Everyone needs some chicken soup for the soul - even pandas.
The Wuhan Zoo in central China has been feeding its two pandas home-cooked chicken soup to reduce stress and give them a nutritional boost, a zoo official said on Friday.
He Zhihua said 3-year-old Xiwang and Weiwei - literally meaning "Hope" and "Greatness" - had been tired and suffering from a little shock since Tuesday because of the holiday crowds.
On Wednesday, about 30,000 people swarmed the zoo and about 1,000 tourists packed the panda enclosure, shouting to get the animals' attention, He said. The pandas paced restlessly.
"They had been getting less sleep, and they had to run around more," he said. "We felt it would be good to give them the soup because they were fatigued and had a bit of a shock."
Reflecting the Chinese tradition of drinking slow-cooked chicken soup for health, the zookeepers boiled roosters in water overnight and added a pinch of salt to the concentrated stock.
The pandas were served one kilogram of soup in giant dishes, in addition to their regular diet of bamboo, milk and buns, He said.
The soup proved to be a hit.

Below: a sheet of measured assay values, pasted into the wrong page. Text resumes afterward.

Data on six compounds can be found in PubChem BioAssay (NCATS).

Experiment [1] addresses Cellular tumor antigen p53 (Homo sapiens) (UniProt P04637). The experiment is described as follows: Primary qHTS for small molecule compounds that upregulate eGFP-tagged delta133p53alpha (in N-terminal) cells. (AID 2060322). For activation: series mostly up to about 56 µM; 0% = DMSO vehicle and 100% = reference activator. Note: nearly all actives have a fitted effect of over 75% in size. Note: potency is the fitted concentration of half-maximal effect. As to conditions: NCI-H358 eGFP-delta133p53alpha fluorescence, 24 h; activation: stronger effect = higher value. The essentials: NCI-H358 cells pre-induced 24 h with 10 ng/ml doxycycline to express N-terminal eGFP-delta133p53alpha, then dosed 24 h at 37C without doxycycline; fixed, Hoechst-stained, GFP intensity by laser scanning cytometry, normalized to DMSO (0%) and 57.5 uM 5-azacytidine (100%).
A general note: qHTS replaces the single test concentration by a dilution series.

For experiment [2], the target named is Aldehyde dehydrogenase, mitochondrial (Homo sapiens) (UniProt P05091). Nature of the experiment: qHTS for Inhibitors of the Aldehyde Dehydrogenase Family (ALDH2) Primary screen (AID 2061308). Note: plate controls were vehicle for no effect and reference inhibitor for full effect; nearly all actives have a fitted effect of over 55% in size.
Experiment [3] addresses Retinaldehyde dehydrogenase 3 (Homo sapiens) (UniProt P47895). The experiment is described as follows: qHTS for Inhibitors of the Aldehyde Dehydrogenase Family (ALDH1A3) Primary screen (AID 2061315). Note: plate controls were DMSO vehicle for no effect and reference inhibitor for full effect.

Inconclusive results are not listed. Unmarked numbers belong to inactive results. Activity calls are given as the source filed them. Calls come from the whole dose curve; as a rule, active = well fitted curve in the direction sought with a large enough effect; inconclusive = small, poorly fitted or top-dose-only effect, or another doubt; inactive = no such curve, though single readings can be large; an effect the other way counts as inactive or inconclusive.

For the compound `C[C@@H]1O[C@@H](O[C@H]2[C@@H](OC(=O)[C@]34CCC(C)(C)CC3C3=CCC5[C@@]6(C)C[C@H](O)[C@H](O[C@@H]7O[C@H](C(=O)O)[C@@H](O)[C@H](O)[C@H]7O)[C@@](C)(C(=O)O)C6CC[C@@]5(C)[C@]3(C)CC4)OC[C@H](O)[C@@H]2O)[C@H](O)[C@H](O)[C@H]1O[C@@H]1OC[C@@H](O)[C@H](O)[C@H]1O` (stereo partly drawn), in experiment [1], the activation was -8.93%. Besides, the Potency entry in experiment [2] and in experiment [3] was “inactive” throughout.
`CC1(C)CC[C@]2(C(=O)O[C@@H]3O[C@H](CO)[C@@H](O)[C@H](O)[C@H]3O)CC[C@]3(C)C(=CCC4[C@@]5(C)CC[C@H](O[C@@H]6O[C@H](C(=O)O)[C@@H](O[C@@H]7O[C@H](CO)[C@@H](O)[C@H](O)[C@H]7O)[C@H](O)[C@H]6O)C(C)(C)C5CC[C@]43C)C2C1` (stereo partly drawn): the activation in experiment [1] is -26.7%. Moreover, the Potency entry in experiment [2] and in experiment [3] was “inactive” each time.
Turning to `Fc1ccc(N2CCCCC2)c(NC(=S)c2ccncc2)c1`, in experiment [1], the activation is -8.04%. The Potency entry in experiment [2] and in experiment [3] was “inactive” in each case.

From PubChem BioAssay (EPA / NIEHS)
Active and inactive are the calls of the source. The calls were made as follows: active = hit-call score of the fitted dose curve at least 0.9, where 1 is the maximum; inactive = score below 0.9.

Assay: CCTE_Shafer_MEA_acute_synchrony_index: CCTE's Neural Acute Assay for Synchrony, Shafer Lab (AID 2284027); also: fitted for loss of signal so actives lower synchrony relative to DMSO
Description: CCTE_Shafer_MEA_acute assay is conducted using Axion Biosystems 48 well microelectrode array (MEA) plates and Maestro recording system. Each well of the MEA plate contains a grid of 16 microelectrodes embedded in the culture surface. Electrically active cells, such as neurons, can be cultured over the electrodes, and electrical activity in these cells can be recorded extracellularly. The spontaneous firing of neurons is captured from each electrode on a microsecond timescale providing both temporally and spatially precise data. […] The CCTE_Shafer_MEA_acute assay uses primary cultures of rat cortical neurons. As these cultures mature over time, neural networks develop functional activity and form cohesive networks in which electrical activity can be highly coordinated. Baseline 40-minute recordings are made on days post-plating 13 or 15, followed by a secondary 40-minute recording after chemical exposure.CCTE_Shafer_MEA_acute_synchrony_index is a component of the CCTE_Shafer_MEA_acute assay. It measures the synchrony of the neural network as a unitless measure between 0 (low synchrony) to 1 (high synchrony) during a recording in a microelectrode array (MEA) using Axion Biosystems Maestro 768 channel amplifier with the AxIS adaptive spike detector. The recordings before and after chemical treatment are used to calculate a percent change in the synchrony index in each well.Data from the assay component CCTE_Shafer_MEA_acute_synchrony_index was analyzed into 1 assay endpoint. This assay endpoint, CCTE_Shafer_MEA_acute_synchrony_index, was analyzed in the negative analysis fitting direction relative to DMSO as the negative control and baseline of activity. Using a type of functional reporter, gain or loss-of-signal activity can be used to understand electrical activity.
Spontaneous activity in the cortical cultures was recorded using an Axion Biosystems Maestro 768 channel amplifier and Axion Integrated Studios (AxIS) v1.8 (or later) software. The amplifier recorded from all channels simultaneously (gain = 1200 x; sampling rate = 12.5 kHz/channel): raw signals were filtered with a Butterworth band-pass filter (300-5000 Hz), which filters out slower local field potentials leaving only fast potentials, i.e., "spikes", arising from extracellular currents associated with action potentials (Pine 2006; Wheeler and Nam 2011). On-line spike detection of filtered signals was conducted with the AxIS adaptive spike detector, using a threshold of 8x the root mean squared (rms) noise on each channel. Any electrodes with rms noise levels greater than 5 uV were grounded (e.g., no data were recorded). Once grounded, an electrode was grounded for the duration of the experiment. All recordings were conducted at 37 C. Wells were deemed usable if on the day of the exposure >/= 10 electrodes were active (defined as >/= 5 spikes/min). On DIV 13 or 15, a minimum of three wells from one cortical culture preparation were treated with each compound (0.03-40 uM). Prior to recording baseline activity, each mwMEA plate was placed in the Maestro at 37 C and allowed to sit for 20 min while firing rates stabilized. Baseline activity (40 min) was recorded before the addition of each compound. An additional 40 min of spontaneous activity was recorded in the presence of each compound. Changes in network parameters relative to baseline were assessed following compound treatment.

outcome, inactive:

"They drank it all like they drank their milk. They loved it," he said.
Pandas' diets usually consist mostly of bamboo, but they also can eat meat and He said in the wild they sometimes catch insects and small birds.
Xiwang and Weiwei arrived at the Wuhan Zoo in Hubei Province in June from the Wolong Nature Reserve in Sichuan Province. The facility relocated most of its pandas after being damaged by the magnitude-8 earthquake on May 12.
The pair were first fed chicken soup on September 28 to help them brave the upcoming cold weather.
"Autumn is coming and we wanted them to have some more nutrition. It will be easier for them to pass the winter," He said. "We just wanted to see whether they liked the soup and whether it's good for their strength and whether they would have stomach problems."
When none appeared, the broth was served for a second time this week.
He said Dudu, another panda at the zoo, lived on milk and ground meat in the last 10 years of his life because his teeth could no longer tear at tough bamboo stalks. Dudu died in 1999.
Only about 1,600 pandas live in the wild, mostly in Sichuan. An additional 180 have been bred in captivity, many of them at Wolong.
(Xinhua News Agency October 5, 2008)